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Trade War May Push China To Russian Energy

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Nigeria’s State Owned Oil Company To Go Public

Nigeria’s State Owned Oil Company To Go Public

Nigeria's state owned oil company…

Nigeria Opposition Leader Promises Partial Oil Firm Privatization

Oil barrels

A former ally of Nigeria’s President Muhammadu Buhari has pledged to privatize parts of the country’s national oil company if he wins the presidential vote next February. Atiku Abubakar told Reuters a floating naira will serve to attract greater foreign investment in Africa’s biggest crude oil producer.

Abubakar did not specify which parts of NNPC he will put up for privatization, saying only that he would extend the liberalization program that he was in charge of during his time as vice president of Nigeria between 1999 and 2007.

“I am also going to expand it [the liberalization program] to include the oil and gas sector which have not been touched at all and other major sectors of the economy like mining, solid minerals,” he said, adding, “I am a strong believer in very, very small government and also the private sector.”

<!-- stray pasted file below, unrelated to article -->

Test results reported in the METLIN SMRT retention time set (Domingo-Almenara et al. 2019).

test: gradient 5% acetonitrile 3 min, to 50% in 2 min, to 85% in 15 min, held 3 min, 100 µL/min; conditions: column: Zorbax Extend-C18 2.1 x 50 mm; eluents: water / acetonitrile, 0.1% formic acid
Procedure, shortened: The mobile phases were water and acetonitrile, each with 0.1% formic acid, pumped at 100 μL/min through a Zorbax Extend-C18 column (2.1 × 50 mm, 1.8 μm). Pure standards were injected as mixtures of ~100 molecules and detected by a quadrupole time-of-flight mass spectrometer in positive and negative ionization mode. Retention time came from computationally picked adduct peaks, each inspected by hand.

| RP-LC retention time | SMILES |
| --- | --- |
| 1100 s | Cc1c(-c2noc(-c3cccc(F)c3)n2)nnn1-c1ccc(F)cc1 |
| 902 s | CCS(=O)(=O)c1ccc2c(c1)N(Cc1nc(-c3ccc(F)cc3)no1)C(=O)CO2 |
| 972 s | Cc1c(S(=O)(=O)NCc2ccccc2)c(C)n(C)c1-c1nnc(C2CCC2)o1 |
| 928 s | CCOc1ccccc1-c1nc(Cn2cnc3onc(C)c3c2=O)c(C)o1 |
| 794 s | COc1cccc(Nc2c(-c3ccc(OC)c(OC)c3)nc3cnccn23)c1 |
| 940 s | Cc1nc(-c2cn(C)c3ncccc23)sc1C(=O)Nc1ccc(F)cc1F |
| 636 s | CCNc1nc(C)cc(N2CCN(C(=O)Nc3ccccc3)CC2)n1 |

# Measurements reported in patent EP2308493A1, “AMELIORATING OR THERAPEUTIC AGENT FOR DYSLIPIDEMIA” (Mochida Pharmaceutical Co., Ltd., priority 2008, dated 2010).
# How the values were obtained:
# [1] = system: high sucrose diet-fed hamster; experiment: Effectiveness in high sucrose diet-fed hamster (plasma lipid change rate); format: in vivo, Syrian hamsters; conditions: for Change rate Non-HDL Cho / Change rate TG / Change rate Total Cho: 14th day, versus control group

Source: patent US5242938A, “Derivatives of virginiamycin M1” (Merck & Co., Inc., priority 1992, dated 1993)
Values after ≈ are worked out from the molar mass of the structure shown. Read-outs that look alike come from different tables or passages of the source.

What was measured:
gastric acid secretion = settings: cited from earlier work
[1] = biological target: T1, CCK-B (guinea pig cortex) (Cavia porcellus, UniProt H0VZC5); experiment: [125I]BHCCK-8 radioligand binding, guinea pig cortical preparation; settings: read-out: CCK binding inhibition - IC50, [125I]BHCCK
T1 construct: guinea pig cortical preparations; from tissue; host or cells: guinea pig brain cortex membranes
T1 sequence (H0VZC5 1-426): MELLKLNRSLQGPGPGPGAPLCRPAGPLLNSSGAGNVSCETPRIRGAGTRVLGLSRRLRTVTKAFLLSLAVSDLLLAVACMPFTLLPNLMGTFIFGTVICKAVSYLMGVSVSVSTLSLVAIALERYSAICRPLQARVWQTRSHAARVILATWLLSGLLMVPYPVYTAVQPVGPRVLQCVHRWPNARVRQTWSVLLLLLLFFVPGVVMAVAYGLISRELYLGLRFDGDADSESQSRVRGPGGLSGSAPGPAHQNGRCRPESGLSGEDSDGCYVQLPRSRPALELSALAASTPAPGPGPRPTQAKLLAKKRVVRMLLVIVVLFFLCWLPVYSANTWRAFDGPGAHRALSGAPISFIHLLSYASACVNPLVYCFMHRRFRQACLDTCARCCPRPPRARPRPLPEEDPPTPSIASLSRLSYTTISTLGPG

Abubakar was a member of the ruling party, but he left last November and returned to the People’s Democratic Party, of whose government he was part between 1999 and 2007. He now hopes to win the hearts and minds of Africa’s most populous nation whose average age is 18, according to UN estimates.

The elections come as Nigeria struggles with a tough exit from the first recession in 25 years that struck it in 2016 following the 2014 oil price collapse, few alternatives to the domination of the oil industry, and the Boko Haram extremists.

The country was exempt from the OPEC oil production cuts as it grappled with militant activity in the Niger Delta, but beginning this year the exemption was lifted and Nigeria agreed to cap its production at 1.8 million bpd.

In April, Nigeria’s oil production, including condensates, increased to 2.07 million bpd, from 2.02 million bpd in March, a Platts report revealed, citing estimates by Nigeria’s oil ministry.

Since militant violence in the Niger Delta abated in the second half of last year, Nigeria has gradually ramped up production, but its oil and condensate output dipped in March, due to what officials attributed to illegal tapping of pipelines in the oil-producing region.

By Irina Slav for Oilprice.com

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